Roundup: Natural hazards, man-made disasters

There’s no such thing as a natural disaster.

That’s the frequent reminder from preparedness advocates, who warn that while hazards like earthquakes and tropical storms may be inevitable, the death and destruction they often bring don’t have to be. Policymakers, planners, and everyday people make choices that either escalate or shrink disaster risk from choosing where to build residential neighbourhoods, to funding early warning systems and other preparedness measures.

This message is in the spotlight for the International Day for Disaster Risk Reduction on 13 October. This year, disasters big and small have caused often-catastrophic damage across the globe and triggered billions in humanitarian response and recovery costs. Hurricane Dorian displaced much of the population on the Bahamas’ northern islands; Cyclone Idai caused horrifying damage in Mozambique, Zimbabwe, and elsewhere.

Yet the scale of the destruction wasn’t inevitable. On the Bahamas’ Abaco islands, the hardest-hit communities were highly exposed shanty towns home to Haitian migrants some of whom had fled the 2010 earthquake in their home country. In Zimbabwe, affected communities said evacuation alerts were missing before Idai struck; and in Mozambique, deforestation may have magnified the storm’s impacts.

But far less is spent on reducing risk than responding to or recovering from disasters. According to estimates from the UN Office for Disaster Risk Reduction, $5.2 billion in aid funding went to preparedness or prevention between 2005 and 2017 just 3.8 percent of what was spent on response and reconstruction.

Source: The New Humanitatian

Roundup: Natural hazards, man-made disasters

There’s no such thing as a natural disaster.

That’s the frequent reminder from preparedness advocates, who warn that while hazards like earthquakes and tropical storms may be inevitable, the death and destruction they often bring don’t have to be. Policymakers, planners, and everyday people make choices that either escalate or shrink disaster risk from choosing where to build residential neighbourhoods, to funding early warning systems and other preparedness measures.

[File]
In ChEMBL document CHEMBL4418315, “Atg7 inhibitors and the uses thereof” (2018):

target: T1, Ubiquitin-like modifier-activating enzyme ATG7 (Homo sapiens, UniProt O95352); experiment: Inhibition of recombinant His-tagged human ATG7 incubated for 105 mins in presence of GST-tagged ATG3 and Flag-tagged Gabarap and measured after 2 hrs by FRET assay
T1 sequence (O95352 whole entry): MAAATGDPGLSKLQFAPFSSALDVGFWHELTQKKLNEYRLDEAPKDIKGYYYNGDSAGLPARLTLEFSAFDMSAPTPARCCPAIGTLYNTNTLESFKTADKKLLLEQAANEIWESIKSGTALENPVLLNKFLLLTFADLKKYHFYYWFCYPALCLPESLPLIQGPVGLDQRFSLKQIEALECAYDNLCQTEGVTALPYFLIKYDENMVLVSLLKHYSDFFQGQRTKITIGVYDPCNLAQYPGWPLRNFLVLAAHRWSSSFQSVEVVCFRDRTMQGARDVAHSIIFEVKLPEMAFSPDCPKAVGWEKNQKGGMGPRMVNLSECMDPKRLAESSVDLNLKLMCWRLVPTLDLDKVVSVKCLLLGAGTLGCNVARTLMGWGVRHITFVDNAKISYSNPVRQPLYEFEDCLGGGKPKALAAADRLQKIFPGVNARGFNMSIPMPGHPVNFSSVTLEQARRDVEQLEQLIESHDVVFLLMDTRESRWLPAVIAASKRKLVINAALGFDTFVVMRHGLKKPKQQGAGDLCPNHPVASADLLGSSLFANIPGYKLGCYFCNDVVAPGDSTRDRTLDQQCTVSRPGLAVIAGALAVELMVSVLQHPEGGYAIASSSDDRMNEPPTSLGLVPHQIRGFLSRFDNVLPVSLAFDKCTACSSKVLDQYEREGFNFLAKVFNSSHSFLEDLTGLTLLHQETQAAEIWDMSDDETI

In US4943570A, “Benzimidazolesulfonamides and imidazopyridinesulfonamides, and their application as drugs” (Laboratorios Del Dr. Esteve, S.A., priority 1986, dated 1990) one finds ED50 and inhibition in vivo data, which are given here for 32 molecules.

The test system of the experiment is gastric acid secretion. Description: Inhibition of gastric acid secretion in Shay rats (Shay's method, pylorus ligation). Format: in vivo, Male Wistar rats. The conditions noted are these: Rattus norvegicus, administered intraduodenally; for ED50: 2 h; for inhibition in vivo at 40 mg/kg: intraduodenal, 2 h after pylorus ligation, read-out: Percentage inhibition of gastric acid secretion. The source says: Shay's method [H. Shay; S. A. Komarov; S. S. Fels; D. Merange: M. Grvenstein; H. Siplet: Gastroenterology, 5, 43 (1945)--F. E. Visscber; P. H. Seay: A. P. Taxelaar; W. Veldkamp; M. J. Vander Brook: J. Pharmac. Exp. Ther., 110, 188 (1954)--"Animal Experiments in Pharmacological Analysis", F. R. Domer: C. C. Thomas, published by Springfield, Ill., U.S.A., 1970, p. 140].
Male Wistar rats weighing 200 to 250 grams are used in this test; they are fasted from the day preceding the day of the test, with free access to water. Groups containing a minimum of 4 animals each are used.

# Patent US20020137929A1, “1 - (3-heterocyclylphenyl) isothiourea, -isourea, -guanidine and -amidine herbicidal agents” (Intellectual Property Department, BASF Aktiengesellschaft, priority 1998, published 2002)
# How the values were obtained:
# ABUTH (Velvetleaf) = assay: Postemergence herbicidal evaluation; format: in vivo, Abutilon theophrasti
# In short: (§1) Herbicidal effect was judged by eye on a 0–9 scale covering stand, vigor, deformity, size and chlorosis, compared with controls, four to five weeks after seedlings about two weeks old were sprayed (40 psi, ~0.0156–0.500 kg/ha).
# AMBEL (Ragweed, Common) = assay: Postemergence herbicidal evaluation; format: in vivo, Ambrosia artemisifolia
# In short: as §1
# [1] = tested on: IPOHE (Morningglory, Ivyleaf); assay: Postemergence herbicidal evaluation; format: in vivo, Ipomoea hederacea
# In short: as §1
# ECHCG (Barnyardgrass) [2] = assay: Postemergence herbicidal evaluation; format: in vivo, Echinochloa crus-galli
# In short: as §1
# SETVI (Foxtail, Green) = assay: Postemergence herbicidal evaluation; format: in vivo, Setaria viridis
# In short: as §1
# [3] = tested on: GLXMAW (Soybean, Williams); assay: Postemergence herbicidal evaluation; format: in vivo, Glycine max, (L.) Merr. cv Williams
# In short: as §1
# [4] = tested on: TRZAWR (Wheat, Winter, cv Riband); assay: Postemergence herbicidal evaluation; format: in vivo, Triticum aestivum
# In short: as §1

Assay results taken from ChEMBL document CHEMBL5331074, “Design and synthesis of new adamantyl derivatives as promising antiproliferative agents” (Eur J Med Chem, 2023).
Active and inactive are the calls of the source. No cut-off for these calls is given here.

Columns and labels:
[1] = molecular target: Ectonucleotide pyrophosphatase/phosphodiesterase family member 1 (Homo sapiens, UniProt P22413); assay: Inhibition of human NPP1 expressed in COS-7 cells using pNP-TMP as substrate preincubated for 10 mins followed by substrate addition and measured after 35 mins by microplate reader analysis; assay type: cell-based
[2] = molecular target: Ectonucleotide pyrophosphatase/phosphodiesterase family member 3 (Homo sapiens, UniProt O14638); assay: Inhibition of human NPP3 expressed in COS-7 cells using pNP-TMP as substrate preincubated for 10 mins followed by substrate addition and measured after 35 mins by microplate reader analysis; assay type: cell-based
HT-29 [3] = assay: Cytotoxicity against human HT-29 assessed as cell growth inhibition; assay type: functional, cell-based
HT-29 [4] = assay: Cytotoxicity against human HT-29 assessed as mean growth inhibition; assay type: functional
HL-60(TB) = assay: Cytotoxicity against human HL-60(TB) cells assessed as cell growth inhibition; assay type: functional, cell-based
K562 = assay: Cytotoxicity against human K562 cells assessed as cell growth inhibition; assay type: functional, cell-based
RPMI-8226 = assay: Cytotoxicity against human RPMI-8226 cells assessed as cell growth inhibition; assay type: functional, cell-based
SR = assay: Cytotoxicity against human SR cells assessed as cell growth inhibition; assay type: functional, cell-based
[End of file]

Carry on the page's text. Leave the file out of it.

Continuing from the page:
This message is in the spotlight for the International Day for Disaster Risk Reduction on 13 October. This year, disasters big and small have caused often-catastrophic damage across the globe and triggered billions in humanitarian response and recovery costs. Hurricane Dorian displaced much of the population on the Bahamas’ northern islands; Cyclone Idai caused horrifying damage in Mozambique, Zimbabwe, and elsewhere.

Yet the scale of the destruction wasn’t inevitable. On the Bahamas’ Abaco islands, the hardest-hit communities were highly exposed shanty towns home to Haitian migrants some of whom had fled the 2010 earthquake in their home country. In Zimbabwe, affected communities said evacuation alerts were missing before Idai struck; and in Mozambique, deforestation may have magnified the storm’s impacts.

But far less is spent on reducing risk than responding to or recovering from disasters. According to estimates from the UN Office for Disaster Risk Reduction, $5.2 billion in aid funding went to preparedness or prevention between 2005 and 2017 just 3.8 percent of what was spent on response and reconstruction.

Source: The New Humanitatian